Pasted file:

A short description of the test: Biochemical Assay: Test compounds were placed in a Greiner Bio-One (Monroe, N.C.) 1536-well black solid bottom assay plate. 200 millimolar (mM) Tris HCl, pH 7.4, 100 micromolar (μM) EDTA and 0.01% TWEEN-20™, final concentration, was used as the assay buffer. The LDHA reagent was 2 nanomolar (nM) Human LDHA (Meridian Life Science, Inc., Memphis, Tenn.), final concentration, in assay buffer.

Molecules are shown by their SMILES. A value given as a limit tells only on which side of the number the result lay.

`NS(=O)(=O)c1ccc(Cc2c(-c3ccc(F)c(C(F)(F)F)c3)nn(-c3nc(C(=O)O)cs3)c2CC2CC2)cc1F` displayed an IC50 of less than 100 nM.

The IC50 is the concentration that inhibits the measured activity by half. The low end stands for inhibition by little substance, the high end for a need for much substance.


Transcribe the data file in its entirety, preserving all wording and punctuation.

A short description of the test: Biochemical Assay: Test compounds were placed in a Greiner Bio-One (Monroe, N.C.) 1536-well black solid bottom assay plate. 200 millimolar (mM) Tris HCl, pH 7.4, 100 micromolar (μM) EDTA and 0.01% TWEEN-20™, final concentration, was used as the assay buffer. The LDHA reagent was 2 nanomolar (nM) Human LDHA (Meridian Life Science, Inc., Memphis, Tenn.), final concentration, in assay buffer.

Molecules are shown by their SMILES. A value given as a limit tells only on which side of the number the result lay.

`NS(=O)(=O)c1ccc(Cc2c(-c3ccc(F)c(C(F)(F)F)c3)nn(-c3nc(C(=O)O)cs3)c2CC2CC2)cc1F` displayed an IC50 of less than 100 nM.

The IC50 is the concentration that inhibits the measured activity by half. The low end stands for inhibition by little substance, the high end for a need for much substance.